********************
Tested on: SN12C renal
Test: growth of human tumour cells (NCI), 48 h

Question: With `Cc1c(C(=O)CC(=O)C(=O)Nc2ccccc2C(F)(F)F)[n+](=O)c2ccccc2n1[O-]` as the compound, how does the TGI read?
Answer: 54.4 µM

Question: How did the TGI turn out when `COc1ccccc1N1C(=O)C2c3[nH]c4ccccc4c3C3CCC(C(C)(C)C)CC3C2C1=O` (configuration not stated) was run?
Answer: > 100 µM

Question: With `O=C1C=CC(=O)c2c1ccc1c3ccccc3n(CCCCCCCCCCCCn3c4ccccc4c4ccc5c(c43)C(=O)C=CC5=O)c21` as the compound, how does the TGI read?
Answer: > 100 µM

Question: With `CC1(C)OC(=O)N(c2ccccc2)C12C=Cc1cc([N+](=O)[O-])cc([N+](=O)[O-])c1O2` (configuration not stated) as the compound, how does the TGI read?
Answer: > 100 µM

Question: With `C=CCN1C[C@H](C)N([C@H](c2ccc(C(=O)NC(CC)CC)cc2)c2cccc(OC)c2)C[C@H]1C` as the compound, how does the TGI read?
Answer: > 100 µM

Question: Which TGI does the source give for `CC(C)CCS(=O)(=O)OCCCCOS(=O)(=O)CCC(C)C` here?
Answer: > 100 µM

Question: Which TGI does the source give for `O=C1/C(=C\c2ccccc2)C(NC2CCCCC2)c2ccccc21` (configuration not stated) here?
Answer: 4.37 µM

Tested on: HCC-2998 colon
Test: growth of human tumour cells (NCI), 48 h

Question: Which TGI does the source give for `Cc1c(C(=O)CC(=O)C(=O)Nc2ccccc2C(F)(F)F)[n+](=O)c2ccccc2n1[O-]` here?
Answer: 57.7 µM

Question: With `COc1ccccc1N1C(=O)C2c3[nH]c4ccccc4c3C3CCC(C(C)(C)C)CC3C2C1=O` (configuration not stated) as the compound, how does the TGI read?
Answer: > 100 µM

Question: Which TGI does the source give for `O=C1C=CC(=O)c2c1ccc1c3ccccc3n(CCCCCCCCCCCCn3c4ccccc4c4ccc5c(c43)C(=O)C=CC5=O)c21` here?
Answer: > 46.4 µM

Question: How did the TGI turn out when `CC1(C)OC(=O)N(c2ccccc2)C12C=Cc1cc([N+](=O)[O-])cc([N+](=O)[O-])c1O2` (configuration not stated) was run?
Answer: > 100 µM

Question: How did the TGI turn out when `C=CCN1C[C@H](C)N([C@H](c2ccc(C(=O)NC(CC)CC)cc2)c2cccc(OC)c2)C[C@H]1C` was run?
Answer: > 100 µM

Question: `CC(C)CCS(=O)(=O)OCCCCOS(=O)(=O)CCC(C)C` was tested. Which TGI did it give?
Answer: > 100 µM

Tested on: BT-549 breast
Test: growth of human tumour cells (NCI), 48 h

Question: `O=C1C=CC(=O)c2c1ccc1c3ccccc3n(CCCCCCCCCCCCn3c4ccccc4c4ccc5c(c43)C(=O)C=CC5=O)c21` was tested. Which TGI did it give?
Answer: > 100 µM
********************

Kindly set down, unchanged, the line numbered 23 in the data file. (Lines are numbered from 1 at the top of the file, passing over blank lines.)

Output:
Question: Which TGI does the source give for `O=C1C=CC(=O)c2c1ccc1c3ccccc3n(CCCCCCCCCCCCn3c4ccccc4c4ccc5c(c43)C(=O)C=CC5=O)c21` here?